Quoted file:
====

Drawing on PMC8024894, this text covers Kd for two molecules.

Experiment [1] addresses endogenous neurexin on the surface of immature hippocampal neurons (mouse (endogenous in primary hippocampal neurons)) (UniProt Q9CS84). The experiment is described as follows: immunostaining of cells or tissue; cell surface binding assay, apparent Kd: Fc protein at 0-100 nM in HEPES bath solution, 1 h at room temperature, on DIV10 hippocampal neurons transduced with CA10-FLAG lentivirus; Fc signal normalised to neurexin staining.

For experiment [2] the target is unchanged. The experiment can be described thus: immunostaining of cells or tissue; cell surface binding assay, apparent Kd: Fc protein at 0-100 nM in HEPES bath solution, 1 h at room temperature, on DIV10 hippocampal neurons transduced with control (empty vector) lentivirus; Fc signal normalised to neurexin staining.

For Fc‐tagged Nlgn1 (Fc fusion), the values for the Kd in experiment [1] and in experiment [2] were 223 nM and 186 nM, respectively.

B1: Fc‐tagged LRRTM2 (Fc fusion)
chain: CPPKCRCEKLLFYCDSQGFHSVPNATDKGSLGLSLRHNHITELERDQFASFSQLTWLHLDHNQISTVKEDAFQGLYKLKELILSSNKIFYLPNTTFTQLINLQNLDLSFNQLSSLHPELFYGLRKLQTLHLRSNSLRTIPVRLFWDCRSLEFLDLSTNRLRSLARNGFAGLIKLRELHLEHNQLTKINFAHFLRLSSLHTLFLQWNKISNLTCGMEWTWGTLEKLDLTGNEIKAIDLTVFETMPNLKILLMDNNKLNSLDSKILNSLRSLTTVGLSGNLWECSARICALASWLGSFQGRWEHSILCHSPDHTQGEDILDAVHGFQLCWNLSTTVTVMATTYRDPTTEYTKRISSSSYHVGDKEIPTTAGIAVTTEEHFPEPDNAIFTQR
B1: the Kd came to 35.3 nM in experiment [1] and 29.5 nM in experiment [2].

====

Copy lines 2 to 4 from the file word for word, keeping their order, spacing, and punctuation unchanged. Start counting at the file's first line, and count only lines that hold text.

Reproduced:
Experiment [1] addresses endogenous neurexin on the surface of immature hippocampal neurons (mouse (endogenous in primary hippocampal neurons)) (UniProt Q9CS84). The experiment is described as follows: immunostaining of cells or tissue; cell surface binding assay, apparent Kd: Fc protein at 0-100 nM in HEPES bath solution, 1 h at room temperature, on DIV10 hippocampal neurons transduced with CA10-FLAG lentivirus; Fc signal normalised to neurexin staining.

For experiment [2] the target is unchanged. The experiment can be described thus: immunostaining of cells or tissue; cell surface binding assay, apparent Kd: Fc protein at 0-100 nM in HEPES bath solution, 1 h at room temperature, on DIV10 hippocampal neurons transduced with control (empty vector) lentivirus; Fc signal normalised to neurexin staining.

For Fc‐tagged Nlgn1 (Fc fusion), the values for the Kd in experiment [1] and in experiment [2] were 223 nM and 186 nM, respectively.